A Tragic Wreck
Page 32

 T.K. Leigh

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“Okay. Shoot. But, first, I just want to make sure you’re not expecting me to pay your hourly rate.”
Cam laughed. “No. I’m just here as a friend wanting to help out a friend.”
“Okay. Go ahead with your question then.” She leaned against the kitchen island.
Cam stood up, walking into the kitchen and sitting on a barstool. “Have you always had problems communicating your feelings? It just seems like you hide them from everyone, and even lie to yourself about them.”
Olivia stared, wide-eyed. “You barely know me…”
“Yes, I know,” Cam said, interrupting her. “But I know people. So just humor me and answer the question.”
“I guess I’ve always had problems with that. It goes back to the whole ‘worried that people would leave’ thing. I always worry that once people know how I feel, it would make them run.”
“So you run instead, keeping all your feelings locked up inside.”
“Yes, Dr. Cameron,” Olivia responded sarcastically.
“So how do you communicate your feelings? You can’t keep them all locked inside. No one could survive carrying that burden.”
Olivia lowered her eyes, looking at the floor, noting how dirty it had gotten.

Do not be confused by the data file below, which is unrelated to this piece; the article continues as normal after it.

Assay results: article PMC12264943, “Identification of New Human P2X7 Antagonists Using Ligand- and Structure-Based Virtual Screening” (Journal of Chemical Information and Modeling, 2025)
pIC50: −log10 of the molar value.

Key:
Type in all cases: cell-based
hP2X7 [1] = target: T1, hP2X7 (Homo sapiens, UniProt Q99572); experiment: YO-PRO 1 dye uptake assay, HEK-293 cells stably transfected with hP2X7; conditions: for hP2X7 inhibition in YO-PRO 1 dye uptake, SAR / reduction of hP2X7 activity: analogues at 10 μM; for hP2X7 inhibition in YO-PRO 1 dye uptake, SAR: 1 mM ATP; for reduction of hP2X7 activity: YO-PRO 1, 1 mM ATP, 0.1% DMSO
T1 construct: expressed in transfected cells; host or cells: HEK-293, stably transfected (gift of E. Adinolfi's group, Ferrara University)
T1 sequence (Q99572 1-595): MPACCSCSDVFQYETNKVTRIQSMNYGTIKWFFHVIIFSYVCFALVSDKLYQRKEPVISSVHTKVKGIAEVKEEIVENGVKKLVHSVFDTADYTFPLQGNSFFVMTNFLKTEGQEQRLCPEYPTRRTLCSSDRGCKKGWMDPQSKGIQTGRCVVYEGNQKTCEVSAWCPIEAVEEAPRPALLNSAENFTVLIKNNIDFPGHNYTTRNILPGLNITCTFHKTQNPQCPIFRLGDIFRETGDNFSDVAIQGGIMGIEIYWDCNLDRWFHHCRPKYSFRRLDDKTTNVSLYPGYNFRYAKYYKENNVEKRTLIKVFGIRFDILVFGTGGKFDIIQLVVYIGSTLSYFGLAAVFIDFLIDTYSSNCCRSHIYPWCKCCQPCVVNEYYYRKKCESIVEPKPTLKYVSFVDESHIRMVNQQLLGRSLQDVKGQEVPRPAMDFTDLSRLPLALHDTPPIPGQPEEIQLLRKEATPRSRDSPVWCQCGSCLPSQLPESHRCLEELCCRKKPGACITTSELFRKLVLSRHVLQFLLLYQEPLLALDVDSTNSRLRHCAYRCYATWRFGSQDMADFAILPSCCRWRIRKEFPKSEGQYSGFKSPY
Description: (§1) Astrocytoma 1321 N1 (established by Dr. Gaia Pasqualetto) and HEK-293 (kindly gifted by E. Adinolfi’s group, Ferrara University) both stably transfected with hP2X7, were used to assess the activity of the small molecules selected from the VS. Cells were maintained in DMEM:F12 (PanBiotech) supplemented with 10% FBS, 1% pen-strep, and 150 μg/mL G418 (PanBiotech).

“Libby,” Cam said, bringing her attention back to him. “It’s New Year’s Day. You’ve been here for nearly three months, running from your feelings. Just confront those feelings and let the chips fall where they may.”
Olivia thought for a minute. She knew he was right. “Fine. I’ll do it. But what am I going to say to Kiera and Mo?”
“And they are?”
“My best friends. This is the second time I’ve run out on them.”
“Well, you’re going to have to deal with that. Call them. I’m sure they’ll be thrilled to hear from you.” Cam stood up and walked over to the couch, lying down. “Take a shower. Freshen up. I’ll wait here.” He grabbed a fitness magazine off her coffee table and started flipping through it.
Olivia eyed him suspiciously. “For what?”
“I’m taking you out to dinner so go get ready.”
“I don’t need you baby-sitting me, Cam. So either leave and let me get ready in private, or leave and don’t come back.”
His mind began to race. What if he left and she found out? Could he risk that? Should he just tell her? But maybe she wouldn't return to Boston if she found out, and she needed to go back for her own sake.
“I mean it, Cam. Get the fuck out.”
Sighing, he raised himself off the couch and walked over to the front door, opening it. “Fine. I’ll be back in an hour and we’ll go for oysters.”
“No oysters,” Olivia said, raising her hand.
“Okay. Okay. No oysters. Promise. See you in a little bit, Libby. We’ll celebrate your last night on the beach.” He hated that he was leaving her, but knew she would become even more suspicious if he insisted on staying with her while she got ready for dinner. He hoped he made the right decision.
AFTER CAM LEFT, OLIVIA took a shower. It was the first time she had looked in the mirror in days, or possibly weeks. The reflection looking back disgusted her. Her face was sunken, her skin clearly too big for her frame. As she got ready, she threw on a pair of jeans that wouldn’t stay up. She felt weak and needed to sit down. She wondered how she would get through dinner if she could barely stand to get ready.